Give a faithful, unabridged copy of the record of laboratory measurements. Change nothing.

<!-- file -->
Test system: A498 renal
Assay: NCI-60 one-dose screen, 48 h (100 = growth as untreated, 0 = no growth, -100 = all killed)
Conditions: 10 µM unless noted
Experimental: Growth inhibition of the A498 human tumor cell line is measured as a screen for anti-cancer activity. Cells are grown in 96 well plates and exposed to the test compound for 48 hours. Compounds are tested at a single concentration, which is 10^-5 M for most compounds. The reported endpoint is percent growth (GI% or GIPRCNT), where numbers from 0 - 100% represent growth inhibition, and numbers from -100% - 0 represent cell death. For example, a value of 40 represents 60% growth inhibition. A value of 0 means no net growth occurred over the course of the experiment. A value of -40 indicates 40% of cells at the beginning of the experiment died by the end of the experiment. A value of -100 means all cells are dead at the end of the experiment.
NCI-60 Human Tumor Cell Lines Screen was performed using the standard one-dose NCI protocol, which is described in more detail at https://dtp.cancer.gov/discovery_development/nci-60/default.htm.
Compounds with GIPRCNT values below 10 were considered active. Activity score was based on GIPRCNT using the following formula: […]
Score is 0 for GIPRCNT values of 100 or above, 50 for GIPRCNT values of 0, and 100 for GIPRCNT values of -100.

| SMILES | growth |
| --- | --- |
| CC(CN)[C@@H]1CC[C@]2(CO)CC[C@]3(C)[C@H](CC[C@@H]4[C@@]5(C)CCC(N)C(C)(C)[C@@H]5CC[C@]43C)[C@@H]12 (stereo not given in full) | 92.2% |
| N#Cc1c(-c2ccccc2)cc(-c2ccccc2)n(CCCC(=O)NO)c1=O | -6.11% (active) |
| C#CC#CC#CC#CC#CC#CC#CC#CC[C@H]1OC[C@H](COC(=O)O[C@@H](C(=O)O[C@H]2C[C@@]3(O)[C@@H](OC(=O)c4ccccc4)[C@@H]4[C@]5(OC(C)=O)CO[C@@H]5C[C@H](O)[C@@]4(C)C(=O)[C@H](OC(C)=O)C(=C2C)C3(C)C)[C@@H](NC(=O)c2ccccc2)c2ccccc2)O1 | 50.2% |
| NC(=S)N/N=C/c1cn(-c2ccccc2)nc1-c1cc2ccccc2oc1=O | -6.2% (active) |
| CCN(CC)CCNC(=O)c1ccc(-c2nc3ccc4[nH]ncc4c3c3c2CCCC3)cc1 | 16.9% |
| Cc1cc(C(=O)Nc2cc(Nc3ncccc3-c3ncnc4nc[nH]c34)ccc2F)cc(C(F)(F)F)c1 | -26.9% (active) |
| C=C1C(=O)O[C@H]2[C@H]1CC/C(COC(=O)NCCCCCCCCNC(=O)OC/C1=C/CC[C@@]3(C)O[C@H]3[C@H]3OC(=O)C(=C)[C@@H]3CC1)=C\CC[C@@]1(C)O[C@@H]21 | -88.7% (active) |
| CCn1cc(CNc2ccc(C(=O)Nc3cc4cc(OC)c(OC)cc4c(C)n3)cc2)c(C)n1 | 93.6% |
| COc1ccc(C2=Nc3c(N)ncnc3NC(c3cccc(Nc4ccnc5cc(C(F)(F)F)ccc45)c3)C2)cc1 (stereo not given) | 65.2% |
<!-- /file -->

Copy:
Test system: A498 renal
Assay: NCI-60 one-dose screen, 48 h (100 = growth as untreated, 0 = no growth, -100 = all killed)
Conditions: 10 µM unless noted
Experimental: Growth inhibition of the A498 human tumor cell line is measured as a screen for anti-cancer activity. Cells are grown in 96 well plates and exposed to the test compound for 48 hours. Compounds are tested at a single concentration, which is 10^-5 M for most compounds. The reported endpoint is percent growth (GI% or GIPRCNT), where numbers from 0 - 100% represent growth inhibition, and numbers from -100% - 0 represent cell death. For example, a value of 40 represents 60% growth inhibition. A value of 0 means no net growth occurred over the course of the experiment. A value of -40 indicates 40% of cells at the beginning of the experiment died by the end of the experiment. A value of -100 means all cells are dead at the end of the experiment.
NCI-60 Human Tumor Cell Lines Screen was performed using the standard one-dose NCI protocol, which is described in more detail at https://dtp.cancer.gov/discovery_development/nci-60/default.htm.
Compounds with GIPRCNT values below 10 were considered active. Activity score was based on GIPRCNT using the following formula: […]
Score is 0 for GIPRCNT values of 100 or above, 50 for GIPRCNT values of 0, and 100 for GIPRCNT values of -100.

| SMILES | growth |
| --- | --- |
| CC(CN)[C@@H]1CC[C@]2(CO)CC[C@]3(C)[C@H](CC[C@@H]4[C@@]5(C)CCC(N)C(C)(C)[C@@H]5CC[C@]43C)[C@@H]12 (stereo not given in full) | 92.2% |
| N#Cc1c(-c2ccccc2)cc(-c2ccccc2)n(CCCC(=O)NO)c1=O | -6.11% (active) |
| C#CC#CC#CC#CC#CC#CC#CC#CC[C@H]1OC[C@H](COC(=O)O[C@@H](C(=O)O[C@H]2C[C@@]3(O)[C@@H](OC(=O)c4ccccc4)[C@@H]4[C@]5(OC(C)=O)CO[C@@H]5C[C@H](O)[C@@]4(C)C(=O)[C@H](OC(C)=O)C(=C2C)C3(C)C)[C@@H](NC(=O)c2ccccc2)c2ccccc2)O1 | 50.2% |
| NC(=S)N/N=C/c1cn(-c2ccccc2)nc1-c1cc2ccccc2oc1=O | -6.2% (active) |
| CCN(CC)CCNC(=O)c1ccc(-c2nc3ccc4[nH]ncc4c3c3c2CCCC3)cc1 | 16.9% |
| Cc1cc(C(=O)Nc2cc(Nc3ncccc3-c3ncnc4nc[nH]c34)ccc2F)cc(C(F)(F)F)c1 | -26.9% (active) |
| C=C1C(=O)O[C@H]2[C@H]1CC/C(COC(=O)NCCCCCCCCNC(=O)OC/C1=C/CC[C@@]3(C)O[C@H]3[C@H]3OC(=O)C(=C)[C@@H]3CC1)=C\CC[C@@]1(C)O[C@@H]21 | -88.7% (active) |
| CCn1cc(CNc2ccc(C(=O)Nc3cc4cc(OC)c(OC)cc4c(C)n3)cc2)c(C)n1 | 93.6% |
| COc1ccc(C2=Nc3c(N)ncnc3NC(c3cccc(Nc4ccnc5cc(C(F)(F)F)ccc45)c3)C2)cc1 (stereo not given) | 65.2% |